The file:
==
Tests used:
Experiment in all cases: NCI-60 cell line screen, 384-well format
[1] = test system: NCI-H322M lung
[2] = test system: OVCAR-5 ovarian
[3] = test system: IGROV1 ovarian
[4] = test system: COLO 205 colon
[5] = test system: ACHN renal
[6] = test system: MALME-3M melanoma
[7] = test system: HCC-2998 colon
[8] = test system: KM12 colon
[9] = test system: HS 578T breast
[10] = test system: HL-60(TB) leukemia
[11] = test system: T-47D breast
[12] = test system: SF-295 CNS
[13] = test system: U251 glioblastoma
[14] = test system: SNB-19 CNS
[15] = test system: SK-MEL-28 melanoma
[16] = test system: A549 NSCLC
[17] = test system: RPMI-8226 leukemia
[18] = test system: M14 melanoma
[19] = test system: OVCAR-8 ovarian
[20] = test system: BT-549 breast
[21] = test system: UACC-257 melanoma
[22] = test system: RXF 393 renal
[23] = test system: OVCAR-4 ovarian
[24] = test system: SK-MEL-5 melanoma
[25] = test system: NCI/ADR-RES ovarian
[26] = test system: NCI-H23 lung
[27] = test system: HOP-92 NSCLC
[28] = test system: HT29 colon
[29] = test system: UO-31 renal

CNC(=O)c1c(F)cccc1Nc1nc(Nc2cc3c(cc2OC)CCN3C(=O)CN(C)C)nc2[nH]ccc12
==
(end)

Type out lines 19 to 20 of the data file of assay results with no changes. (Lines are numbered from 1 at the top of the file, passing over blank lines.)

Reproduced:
[17] = test system: RPMI-8226 leukemia
[18] = test system: M14 melanoma